About Us

Our Vicar
Until a new Vicar is appointed our Priest-in-Charge is Rev'd Dr Derek Tovey

Church Wardens
The church's leadership is headed by Church Wardens. The People's Warden is elected by the congregation and acts as the representative of the congregation. The Vicar's Warden is appointed by the vicar. The wardens are primarily responsible for ensuring that the church's buildings and finances are looked after, for maintaining the parish roll and for ensuring that the church's ministry continues.

Every year, the congregation elects approximately 12 of its members to serve on a body known as Vestry. The function of Vestry is to oversee all aspects of the running of the church, including things such as financial management, building maintenance, the organization of social functions and the support and development of the congregation's spiritual growth.

The day-to-day administration of the church is managed by our church administrator.

Lay People
We have a team of lay folk involved in the day-to-day running of the parish, from cleaning the church to leading worship to caring for people in the parish.

The church's work is funded from regular giving by parishioners, and we encourage parishioners to be involved in a planned giving programme. We accept donations gratefully, and a bequest will help ensure that the church is able to continue its work.


The Early Years
The original church, built at a cost of £100, opened its doors on Friday, 8 January 1886 when it was dedicated to Bishop Cowie. The name "St Mary's" had already been allotted to the church in Parnell but the name "St Mary-by-the-Sea" had finally been accepted by the authorities. At that time, the church commanded a beautiful view of Rangitoto and the entrance to Auckland Harbour. There were just eight church families in the district and these families, together with a number of gum-diggers, raised the average church attendance to 30 souls.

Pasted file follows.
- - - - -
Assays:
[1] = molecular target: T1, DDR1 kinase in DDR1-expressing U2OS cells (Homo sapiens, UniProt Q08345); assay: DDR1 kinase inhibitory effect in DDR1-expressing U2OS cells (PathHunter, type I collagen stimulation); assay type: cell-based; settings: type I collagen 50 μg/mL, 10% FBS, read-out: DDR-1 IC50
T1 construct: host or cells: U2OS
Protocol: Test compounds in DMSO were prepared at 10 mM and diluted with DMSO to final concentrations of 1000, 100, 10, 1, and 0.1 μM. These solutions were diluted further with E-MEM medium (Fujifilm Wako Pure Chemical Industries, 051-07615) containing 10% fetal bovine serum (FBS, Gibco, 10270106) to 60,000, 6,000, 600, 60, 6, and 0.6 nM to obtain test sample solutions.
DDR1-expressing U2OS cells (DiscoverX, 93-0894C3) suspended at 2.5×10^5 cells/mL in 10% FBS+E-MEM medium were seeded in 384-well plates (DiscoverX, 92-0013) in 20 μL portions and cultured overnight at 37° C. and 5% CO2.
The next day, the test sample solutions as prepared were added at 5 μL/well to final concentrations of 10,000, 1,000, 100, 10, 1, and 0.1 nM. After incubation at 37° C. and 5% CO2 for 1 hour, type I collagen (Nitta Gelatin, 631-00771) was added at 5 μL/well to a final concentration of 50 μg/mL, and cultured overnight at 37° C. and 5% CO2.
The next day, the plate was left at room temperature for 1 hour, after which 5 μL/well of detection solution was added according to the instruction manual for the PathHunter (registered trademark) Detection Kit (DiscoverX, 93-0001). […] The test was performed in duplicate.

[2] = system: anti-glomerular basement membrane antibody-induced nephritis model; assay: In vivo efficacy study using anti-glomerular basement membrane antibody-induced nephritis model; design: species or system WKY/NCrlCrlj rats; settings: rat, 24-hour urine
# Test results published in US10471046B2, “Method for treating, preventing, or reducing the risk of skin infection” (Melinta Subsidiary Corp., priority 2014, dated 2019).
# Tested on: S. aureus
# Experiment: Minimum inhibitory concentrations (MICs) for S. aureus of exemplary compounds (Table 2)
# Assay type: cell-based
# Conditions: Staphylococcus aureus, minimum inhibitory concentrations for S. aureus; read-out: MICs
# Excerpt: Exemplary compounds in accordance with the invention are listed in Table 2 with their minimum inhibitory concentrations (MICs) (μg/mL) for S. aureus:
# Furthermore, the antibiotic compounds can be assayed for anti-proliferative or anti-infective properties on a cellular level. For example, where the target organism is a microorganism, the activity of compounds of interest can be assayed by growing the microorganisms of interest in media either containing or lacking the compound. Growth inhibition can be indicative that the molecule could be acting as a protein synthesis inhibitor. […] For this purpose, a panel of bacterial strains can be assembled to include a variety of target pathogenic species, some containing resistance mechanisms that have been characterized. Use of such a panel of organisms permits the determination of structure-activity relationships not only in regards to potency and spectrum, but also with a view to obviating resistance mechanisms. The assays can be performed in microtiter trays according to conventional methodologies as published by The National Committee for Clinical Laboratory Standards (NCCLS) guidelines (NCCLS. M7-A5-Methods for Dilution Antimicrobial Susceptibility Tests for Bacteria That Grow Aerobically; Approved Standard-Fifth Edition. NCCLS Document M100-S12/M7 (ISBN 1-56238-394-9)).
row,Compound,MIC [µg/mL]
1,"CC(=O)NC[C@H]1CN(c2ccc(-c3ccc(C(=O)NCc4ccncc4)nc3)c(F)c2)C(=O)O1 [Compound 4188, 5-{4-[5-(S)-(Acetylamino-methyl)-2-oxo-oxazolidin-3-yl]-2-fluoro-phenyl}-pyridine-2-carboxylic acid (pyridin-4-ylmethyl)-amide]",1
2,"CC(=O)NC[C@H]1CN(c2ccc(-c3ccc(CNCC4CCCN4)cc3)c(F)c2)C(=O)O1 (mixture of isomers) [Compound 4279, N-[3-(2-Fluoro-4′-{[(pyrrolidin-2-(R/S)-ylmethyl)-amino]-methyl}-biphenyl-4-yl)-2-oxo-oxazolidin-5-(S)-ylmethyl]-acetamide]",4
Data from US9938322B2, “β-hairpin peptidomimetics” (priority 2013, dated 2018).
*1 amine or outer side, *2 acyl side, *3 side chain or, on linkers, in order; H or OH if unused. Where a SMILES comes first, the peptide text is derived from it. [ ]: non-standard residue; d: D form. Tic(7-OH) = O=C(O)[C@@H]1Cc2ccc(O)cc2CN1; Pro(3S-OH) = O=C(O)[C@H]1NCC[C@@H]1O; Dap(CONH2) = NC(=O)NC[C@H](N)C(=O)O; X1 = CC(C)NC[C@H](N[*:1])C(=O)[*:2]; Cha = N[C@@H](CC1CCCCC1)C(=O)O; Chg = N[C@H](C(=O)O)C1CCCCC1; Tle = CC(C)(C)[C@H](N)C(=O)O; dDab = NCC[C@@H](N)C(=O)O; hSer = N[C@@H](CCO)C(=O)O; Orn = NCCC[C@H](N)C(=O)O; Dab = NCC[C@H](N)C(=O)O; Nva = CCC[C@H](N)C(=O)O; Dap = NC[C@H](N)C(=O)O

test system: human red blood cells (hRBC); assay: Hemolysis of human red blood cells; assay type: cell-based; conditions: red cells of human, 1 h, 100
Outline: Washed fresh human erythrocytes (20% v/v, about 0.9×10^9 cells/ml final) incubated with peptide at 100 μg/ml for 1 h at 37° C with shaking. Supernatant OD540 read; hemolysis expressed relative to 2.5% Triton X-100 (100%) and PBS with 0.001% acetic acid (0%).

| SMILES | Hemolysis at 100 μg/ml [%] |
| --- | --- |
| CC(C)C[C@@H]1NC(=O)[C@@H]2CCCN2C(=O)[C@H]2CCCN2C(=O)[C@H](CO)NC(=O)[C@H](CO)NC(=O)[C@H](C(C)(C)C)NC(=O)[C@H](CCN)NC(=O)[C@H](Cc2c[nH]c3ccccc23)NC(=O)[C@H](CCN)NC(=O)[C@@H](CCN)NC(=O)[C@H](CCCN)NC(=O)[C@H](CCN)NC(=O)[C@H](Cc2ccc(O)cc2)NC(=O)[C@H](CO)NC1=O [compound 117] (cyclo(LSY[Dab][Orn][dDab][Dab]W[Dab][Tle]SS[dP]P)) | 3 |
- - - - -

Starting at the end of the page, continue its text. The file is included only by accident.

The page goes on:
The Ministers during the first phase of the church's life were the Rev. Bates, the Rev. Hitchcock and the Rev. Cross. After the death of the Rev. Cross, there was no regular minister for some time and Captain Charles Ross Chomondley-Smith, one of the founder members of the church, led the church as lay reader.

For about ten years during this time, the church was used as a school, the early teachers being Miss F H Chomondley-Smith, Miss Cameron and Miss Hill.

Church Hall
The church hall was built next to the old church in the 1950s. It was dedicated by Bishop Gowing and between 1955 and 1978 was used for Sunday services as the old church became too small for comfort. This same hall is very much in use today, both by the church and by a number of community groups.

The cemetery was founded in 1928. The graveyard, now closed to burials, had been designated an historical graveyard and is now administered by the North Shore City Council. There is a full record of burials at the church office.

Ash Gardens
The church has recently established a Garden of Remembrance for the interment of ashes. It is situated along the front of the historic cemetery.

The New Church
Amid much controversy, in 1978 the original church building was shifted from the Torbay corner site to the Awaruku Bush Reserve in anticipation of the building of a new church. The Torbay Community Association made every effort to preserve the historic 107-year old church but tragically, it was destroyed by fire in December 1988.

A new church was already planned for the site. The Parish of St Mary-by-the-Sea and St Cuthbert's Presbyterian Church decided to pool their resources to build the church, which stands today. The foundation stone was dedicated on 29 July 1979 by Bishop Paul Reeves and the Rev. P N Spencer. The dedication of the church itself on completion took place on 4 May 1980.

The design for the new church drew inspiration from the stable of Jesus' birth, and this is depicted in the exposed rough-sawn beams and the "shed roof" architecture. The building features beautiful lead glass windows and a marae or fellowship area at the front entrance.

The new church was in joint use by the Anglican and Presbyterian congregations until 1992 when the Presbyterians decided to relocate. St Mary-by-the-Sea is now wholly Anglican owned.